Group A nerve fiber
This article needs additional citations for verification. (December 2017) (Learn how and when to remove this template message)
Group A nerve fibers are one of the three classes of nerve fiber as generally classified by Erlanger and Gasser. The other two classes are the group B nerve fibers, and the group C nerve fibers. Group A are heavily myelinated, group B are moderately myelinated, and group C are unmyelinated.
There are four subdivisions of group A nerve fibers: alpha (ɑ), beta (β), gamma (ɣ), and delta (δ). These subdivisions have different amounts of myelination and axon thickness and therefore transmit signals at different speeds. Larger diameter axons and more myelin insulation lead to faster signal propagation.
Group A nerves are found in both motor and sensory pathways.
|Diameter||Myelin||Conduction velocity||Associated muscle fibers|
|α||Aα||13–20 μm||Yes||80–120 m/s||Extrafusal muscle fibers|
|γ||Aγ||5–8 μm||Yes||4–24 m/s ||Intrafusal muscle fibers|
Different sensory receptors are innervated by different types of nerve fibers. Proprioceptors are innervated by type Ia, Ib and II sensory fibers, mechanoreceptors by type II and III sensory fibers, and nociceptors and thermoreceptors by type III and IV sensory fibers.
|Diameter||Myelin||Conduction velocity||Associated sensory receptors|
|Ia||Aα||13–20 μm||Yes||80–120 m/s||Responsible for proprioception|
|Ib||Aα||13–20 μm||Yes||80–120 m/s||Golgi tendon organ|
|II||Aβ||6–12 μm||Yes||33–75 m/s||Secondary receptors of muscle spindle |
All cutaneous mechanoreceptors
Some Nociceptors 
|III||Aδ||1–5 μm||Thin||3–30 m/s||Free nerve endings of touch and pressure |
Nociceptors of neospinothalamic tract
|IV||C||0.2–1.5 μm||No||0.5–2.0 m/s||Nociceptors of paleospinothalamic tract |
Type Aβ fibres, and type Aɣ, are the type II afferent fibers from stretch receptors. Type Aβ fibres from the skin are mostly dedicated to touch. However a small fraction of these fast fibres also transmit pain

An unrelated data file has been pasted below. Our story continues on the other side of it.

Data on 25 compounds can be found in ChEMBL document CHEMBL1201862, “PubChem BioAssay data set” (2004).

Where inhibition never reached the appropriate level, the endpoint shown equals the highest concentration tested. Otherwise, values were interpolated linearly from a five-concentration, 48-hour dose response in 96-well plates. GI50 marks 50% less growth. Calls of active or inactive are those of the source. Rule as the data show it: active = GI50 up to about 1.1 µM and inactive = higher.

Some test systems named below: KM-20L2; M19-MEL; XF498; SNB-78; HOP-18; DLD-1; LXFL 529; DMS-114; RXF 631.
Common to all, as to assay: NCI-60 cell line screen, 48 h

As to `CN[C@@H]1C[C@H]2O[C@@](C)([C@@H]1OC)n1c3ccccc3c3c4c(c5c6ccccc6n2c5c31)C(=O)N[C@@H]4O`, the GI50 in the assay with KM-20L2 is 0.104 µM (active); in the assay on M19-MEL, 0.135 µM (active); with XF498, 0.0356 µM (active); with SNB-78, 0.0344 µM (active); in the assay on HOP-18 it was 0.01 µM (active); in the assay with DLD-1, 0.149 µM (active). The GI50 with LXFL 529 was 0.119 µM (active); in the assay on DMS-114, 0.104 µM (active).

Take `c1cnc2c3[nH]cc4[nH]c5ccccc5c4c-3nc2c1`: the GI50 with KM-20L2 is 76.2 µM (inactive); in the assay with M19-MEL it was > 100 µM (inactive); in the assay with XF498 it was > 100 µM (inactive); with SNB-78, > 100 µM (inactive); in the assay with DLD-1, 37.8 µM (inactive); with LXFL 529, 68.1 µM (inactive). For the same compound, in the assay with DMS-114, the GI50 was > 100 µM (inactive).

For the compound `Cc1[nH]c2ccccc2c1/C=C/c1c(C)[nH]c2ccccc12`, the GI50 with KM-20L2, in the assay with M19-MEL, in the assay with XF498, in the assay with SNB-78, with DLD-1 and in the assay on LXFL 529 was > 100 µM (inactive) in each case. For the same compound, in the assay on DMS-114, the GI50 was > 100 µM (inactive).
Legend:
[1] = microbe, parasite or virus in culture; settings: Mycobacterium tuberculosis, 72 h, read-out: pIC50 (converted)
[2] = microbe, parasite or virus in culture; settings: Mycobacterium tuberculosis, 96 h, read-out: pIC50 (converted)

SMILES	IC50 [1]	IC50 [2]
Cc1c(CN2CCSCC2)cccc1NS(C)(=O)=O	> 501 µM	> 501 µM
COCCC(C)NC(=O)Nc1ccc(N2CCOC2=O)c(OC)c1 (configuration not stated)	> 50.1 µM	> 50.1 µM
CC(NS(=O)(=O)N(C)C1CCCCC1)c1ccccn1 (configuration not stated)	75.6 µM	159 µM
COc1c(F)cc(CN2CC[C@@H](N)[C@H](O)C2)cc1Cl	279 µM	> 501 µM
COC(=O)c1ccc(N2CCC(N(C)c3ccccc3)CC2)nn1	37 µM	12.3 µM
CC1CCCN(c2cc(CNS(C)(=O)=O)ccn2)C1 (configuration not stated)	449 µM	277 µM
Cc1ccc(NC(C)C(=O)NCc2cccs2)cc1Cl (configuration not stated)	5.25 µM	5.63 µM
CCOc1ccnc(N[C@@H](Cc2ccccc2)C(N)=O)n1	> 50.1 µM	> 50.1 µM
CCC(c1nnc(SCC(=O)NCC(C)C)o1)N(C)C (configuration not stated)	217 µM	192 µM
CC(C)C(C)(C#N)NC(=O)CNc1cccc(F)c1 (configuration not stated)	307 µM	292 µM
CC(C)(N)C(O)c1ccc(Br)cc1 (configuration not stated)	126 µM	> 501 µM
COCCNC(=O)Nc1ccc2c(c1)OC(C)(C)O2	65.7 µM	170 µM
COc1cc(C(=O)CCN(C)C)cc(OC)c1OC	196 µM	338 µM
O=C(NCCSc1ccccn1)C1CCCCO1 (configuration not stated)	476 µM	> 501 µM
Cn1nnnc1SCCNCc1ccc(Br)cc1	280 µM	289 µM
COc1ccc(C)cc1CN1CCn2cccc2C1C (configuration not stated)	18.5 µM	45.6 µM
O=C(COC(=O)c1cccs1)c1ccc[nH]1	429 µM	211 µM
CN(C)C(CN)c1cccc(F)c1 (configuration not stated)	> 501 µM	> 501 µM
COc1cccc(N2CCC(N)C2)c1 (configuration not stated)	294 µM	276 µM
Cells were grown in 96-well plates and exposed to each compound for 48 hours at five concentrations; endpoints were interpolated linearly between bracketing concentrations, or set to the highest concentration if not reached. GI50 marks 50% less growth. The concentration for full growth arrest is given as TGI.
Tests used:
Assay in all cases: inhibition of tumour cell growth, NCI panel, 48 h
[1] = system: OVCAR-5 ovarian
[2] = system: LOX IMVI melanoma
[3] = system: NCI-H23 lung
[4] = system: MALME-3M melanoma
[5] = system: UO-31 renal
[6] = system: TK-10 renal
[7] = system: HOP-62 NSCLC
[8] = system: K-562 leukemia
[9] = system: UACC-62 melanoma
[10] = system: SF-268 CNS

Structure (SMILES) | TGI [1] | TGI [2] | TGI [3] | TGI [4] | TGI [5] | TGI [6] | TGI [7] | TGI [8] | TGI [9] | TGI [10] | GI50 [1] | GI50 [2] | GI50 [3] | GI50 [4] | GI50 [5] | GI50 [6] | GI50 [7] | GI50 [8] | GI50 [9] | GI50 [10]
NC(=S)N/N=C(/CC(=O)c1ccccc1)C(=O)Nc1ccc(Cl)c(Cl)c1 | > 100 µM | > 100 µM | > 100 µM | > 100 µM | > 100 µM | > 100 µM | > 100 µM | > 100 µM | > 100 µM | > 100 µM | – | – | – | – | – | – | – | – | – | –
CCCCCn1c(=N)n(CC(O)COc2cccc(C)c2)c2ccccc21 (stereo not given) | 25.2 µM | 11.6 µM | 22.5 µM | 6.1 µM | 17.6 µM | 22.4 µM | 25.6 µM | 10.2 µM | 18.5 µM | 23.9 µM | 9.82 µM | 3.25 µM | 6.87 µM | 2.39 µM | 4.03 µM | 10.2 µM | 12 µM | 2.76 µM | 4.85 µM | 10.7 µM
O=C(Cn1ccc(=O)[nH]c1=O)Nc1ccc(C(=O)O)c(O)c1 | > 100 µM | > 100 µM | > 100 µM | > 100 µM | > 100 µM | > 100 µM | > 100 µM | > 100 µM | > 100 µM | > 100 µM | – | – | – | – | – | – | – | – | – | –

Type Aδ fibers are the afferent fibers of nociceptors. Aδ fibers carry information from peripheral mechanoreceptors and thermoreceptors to the dorsal horn of the spinal cord. This pathway describes the first-order neuron. Aδ fibers serve to receive and transmit information primarily relating to acute pain (sharp, immediate, and relatively short lasting). This type of pain can result from several classifications of stimulants: temperature-induced, mechanical, and chemical. This can be part of a withdrawal reflex - initiated by the Aδ fibers in the reflex arc of activating withdrawal responses. These are the type III group. Aδ fibers carry cold, pressure, and acute pain signals, and because they are thin (2 to 5 μm in diameter) and myelinated, they send impulses faster than unmyelinated C fibers, but more slowly than other, more thickly myelinated group A nerve fibers. Their conduction velocities are moderate.
Their cell bodies are located in the dorsal root ganglia and axons are sent to the periphery to innervate target organs and are also sent through the dorsal roots to the spinal cord. Within the spinal cord the axons reach the posterior grey column and terminate in Rexed laminae I to V.
- Hall, John (2011). Guyton and Hall textbook of medical physiology (12th ed.). Philadelphia, Pa.: Saunders/Elsevier. pp. 563–564. ISBN 978-1-4160-4574-8.
- Andrew BL, Part NJ (1972) Properties of fast and slow motor units in hind limb and tail muscles of the rat. Q J Exp Physiol Cogn Med Sci 57:213-225.
- Russell NJ (1980). "Axonal conduction velocity changes following muscle tenotomy or deafferentation during development in the rat". J Physiol. 298: 347–360. doi:10.1113/jphysiol.1980.sp013085. PMC 1279120. PMID 7359413.
- Siegel, Allan; Sapru, Hreday (2005). Essential Neuroscience. p. 257. ISBN 978-0781750776.
- Nagi, Saad S.; Marshall, Andrew G.; Makdani, Adarsh; Jarocka, Ewa; Liljencrantz, Jaquette; Ridderström, Mikael; Shaikh, Sumaiya; O’Neill, Francis; Saade, Dimah; Donkervoort, Sandra; Foley, A. Reghan; Minde, Jan; Trulsson, Mats; Cole, Jonathan; Bönnemann, Carsten G.; Chesler, Alexander T.; Bushnell, M. Catherine; McGlone, Francis; Olausson, Håkan (2019). "An ultrafast system for signaling mechanical pain in human skin". Science Advances. 5 (7): eaaw1297. doi:10.1126/sciadv.aaw1297. ISSN 2375-2548.
- Skljarevski, V.; Ramadan, N. M. "The nociceptive flexion reflex in humans – review article". Pain. 96 (1): 3–8. doi:10.1016/s0304-3959(02)00018-0.
- 1962-, Striedter, Georg F. Neurobiology : a functional approach (Instructor's ed.). New York. ISBN 9780195396157. OCLC 919041751.
- Neuroscience. Purves, Dale. (5th ed.). Sunderland, Mass.: Sinauer Associates. 2012. ISBN 9780878936953. OCLC 754389847.CS1 maint: others (link)
- Basbaum, Allan I.; Bautista, Diana M.; Scherrer, Grégory; Julius, David (October 2009). "Cellular and Molecular Mechanisms of Pain". Cell. 139 (2): 267–284. doi:10.1016/j.cell.2009.09.028. PMC 2852643.